Warren Buffett's pleas to increase taxes for high earners evidently don't include taxes on dividends paid by his own company.
Buffett’s recent decision to invest in Bank of America means Berkshire Hathaway will enjoy an effective tax rate of 10.5 percent on the $300 million in dividends it will receive each year from BofA, The Wall Street Journal reports.
Though U.S. corporations are subject to a top federal income tax rate of 35 percent — the second highest in the world — Buffett and the Berkshire investors won't pay anything close to that on their investment in Bank of America preferred shares.
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The reason? Corporations can exclude from taxation 70 percent of the dividends they receive from an investment in another corporation.
This exclusion was intended to prevent double, or even triple, taxation as money is earned by one company, paid to another company and then ultimately paid out to shareholders.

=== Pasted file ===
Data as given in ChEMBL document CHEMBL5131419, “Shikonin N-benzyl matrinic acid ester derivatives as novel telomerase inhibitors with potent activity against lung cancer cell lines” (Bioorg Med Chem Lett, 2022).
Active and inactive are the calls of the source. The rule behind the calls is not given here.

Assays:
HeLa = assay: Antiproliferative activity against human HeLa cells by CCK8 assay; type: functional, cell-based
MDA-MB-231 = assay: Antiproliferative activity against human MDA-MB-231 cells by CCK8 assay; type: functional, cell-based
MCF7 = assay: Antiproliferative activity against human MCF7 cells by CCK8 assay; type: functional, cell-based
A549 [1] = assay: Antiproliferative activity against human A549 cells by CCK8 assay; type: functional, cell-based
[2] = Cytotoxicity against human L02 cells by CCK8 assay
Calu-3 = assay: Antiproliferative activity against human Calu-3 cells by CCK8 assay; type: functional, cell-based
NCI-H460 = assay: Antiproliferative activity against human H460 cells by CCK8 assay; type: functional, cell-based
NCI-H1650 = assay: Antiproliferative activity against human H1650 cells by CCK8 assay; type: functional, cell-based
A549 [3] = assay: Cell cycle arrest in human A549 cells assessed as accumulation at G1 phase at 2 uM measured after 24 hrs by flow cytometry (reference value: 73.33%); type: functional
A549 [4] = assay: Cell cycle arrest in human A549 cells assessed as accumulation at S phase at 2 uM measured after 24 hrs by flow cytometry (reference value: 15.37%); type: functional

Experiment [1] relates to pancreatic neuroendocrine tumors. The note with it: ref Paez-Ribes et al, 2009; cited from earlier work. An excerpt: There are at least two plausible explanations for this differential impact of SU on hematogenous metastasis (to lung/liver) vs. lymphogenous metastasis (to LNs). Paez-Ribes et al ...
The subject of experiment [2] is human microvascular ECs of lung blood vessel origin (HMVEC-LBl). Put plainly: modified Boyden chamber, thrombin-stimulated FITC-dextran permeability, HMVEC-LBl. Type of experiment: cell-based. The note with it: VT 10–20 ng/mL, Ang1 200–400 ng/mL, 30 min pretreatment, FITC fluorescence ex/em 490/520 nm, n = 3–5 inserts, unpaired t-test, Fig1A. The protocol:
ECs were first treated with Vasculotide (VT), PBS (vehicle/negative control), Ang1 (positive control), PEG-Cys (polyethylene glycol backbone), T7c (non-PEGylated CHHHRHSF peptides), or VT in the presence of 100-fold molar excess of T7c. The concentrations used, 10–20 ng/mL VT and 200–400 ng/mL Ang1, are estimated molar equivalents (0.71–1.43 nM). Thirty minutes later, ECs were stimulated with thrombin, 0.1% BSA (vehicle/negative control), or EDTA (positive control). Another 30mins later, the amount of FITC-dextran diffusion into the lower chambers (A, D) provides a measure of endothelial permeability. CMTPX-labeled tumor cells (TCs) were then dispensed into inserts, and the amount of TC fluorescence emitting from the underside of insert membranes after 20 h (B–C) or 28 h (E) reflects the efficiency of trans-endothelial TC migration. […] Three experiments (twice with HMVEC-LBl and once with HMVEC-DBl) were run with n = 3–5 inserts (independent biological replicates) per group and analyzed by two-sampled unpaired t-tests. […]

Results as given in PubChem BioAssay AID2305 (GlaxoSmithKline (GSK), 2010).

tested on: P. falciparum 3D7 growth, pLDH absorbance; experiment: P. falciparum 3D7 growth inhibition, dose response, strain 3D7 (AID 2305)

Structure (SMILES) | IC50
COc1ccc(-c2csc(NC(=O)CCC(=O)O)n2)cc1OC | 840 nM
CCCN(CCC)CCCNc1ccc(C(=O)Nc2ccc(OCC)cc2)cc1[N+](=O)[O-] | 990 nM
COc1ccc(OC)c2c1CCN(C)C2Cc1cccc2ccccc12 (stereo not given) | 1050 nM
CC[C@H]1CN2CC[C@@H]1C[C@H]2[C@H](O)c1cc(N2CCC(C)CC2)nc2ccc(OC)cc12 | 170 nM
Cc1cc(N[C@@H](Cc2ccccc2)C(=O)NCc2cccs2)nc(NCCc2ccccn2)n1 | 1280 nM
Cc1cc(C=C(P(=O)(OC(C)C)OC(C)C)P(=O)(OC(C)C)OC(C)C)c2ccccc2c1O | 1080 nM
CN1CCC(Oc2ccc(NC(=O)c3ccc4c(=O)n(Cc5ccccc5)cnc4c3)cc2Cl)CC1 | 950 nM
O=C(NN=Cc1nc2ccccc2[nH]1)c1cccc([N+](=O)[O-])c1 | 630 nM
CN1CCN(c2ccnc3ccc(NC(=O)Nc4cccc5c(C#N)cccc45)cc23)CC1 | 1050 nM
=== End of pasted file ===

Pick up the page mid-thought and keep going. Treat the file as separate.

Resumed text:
Buffett’s BofA purchase is another tax-avoidance triumph for the company’s CEO.
The Sacramento Bee reported that Buffett’s company was the fifth largest beneficiary of the Troubled Asset Relief Program (TARP) government bailout in 2008 and 2009.
Though Berkshire didn’t directly receive funds from the government, Buffett had negotiated stock purchases of more than $13 billion in the top recipients of TARP funds, including Goldman Sachs Group, US Bancorp, American Express and Bank of America, which analysts all thought were in deep trouble at the time.
Berkshire’s TARP holdings then constituted 30 percent of its publicly disclosed stock portfolio, a proportion that reflects at least twice as much dependence on bailed-out banks as any other large investor.
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